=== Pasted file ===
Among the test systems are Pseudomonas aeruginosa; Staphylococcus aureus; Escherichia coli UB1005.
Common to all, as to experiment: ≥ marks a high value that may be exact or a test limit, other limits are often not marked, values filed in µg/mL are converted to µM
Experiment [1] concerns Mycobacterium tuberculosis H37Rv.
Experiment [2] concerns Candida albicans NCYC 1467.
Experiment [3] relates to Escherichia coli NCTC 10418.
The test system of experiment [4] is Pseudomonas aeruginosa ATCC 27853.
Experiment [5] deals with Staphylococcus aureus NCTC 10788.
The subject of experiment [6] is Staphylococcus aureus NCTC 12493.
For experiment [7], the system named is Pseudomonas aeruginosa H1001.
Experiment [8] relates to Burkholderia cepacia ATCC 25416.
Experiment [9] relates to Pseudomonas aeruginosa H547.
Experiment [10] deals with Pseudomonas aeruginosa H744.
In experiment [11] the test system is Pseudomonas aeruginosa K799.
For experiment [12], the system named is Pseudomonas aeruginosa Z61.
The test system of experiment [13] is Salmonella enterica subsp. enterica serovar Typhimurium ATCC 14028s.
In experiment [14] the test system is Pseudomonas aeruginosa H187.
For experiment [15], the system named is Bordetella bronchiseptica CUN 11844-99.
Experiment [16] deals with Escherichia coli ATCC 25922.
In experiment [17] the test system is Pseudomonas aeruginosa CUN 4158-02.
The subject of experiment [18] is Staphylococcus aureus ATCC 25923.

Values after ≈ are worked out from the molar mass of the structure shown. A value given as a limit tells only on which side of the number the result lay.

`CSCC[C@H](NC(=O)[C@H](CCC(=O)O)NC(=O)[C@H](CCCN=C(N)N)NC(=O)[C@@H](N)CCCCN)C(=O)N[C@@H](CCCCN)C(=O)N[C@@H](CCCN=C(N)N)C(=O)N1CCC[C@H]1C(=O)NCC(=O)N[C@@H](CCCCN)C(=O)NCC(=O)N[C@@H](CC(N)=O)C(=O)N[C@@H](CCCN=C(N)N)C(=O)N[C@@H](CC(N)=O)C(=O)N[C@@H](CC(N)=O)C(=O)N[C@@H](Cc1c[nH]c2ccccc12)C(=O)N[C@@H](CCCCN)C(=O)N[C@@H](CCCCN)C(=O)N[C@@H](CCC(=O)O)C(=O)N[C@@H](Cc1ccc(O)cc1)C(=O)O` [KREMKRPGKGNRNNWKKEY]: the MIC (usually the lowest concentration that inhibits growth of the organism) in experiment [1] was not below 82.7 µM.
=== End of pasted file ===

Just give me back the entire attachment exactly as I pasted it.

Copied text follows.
Among the test systems are Pseudomonas aeruginosa; Staphylococcus aureus; Escherichia coli UB1005.
Common to all, as to experiment: ≥ marks a high value that may be exact or a test limit, other limits are often not marked, values filed in µg/mL are converted to µM
Experiment [1] concerns Mycobacterium tuberculosis H37Rv.
Experiment [2] concerns Candida albicans NCYC 1467.
Experiment [3] relates to Escherichia coli NCTC 10418.
The test system of experiment [4] is Pseudomonas aeruginosa ATCC 27853.
Experiment [5] deals with Staphylococcus aureus NCTC 10788.
The subject of experiment [6] is Staphylococcus aureus NCTC 12493.
For experiment [7], the system named is Pseudomonas aeruginosa H1001.
Experiment [8] relates to Burkholderia cepacia ATCC 25416.
Experiment [9] relates to Pseudomonas aeruginosa H547.
Experiment [10] deals with Pseudomonas aeruginosa H744.
In experiment [11] the test system is Pseudomonas aeruginosa K799.
For experiment [12], the system named is Pseudomonas aeruginosa Z61.
The test system of experiment [13] is Salmonella enterica subsp. enterica serovar Typhimurium ATCC 14028s.
In experiment [14] the test system is Pseudomonas aeruginosa H187.
For experiment [15], the system named is Bordetella bronchiseptica CUN 11844-99.
Experiment [16] deals with Escherichia coli ATCC 25922.
In experiment [17] the test system is Pseudomonas aeruginosa CUN 4158-02.
The subject of experiment [18] is Staphylococcus aureus ATCC 25923.

Values after ≈ are worked out from the molar mass of the structure shown. A value given as a limit tells only on which side of the number the result lay.

`CSCC[C@H](NC(=O)[C@H](CCC(=O)O)NC(=O)[C@H](CCCN=C(N)N)NC(=O)[C@@H](N)CCCCN)C(=O)N[C@@H](CCCCN)C(=O)N[C@@H](CCCN=C(N)N)C(=O)N1CCC[C@H]1C(=O)NCC(=O)N[C@@H](CCCCN)C(=O)NCC(=O)N[C@@H](CC(N)=O)C(=O)N[C@@H](CCCN=C(N)N)C(=O)N[C@@H](CC(N)=O)C(=O)N[C@@H](CC(N)=O)C(=O)N[C@@H](Cc1c[nH]c2ccccc12)C(=O)N[C@@H](CCCCN)C(=O)N[C@@H](CCCCN)C(=O)N[C@@H](CCC(=O)O)C(=O)N[C@@H](Cc1ccc(O)cc1)C(=O)O` [KREMKRPGKGNRNNWKKEY]: the MIC (usually the lowest concentration that inhibits growth of the organism) in experiment [1] was not below 82.7 µM.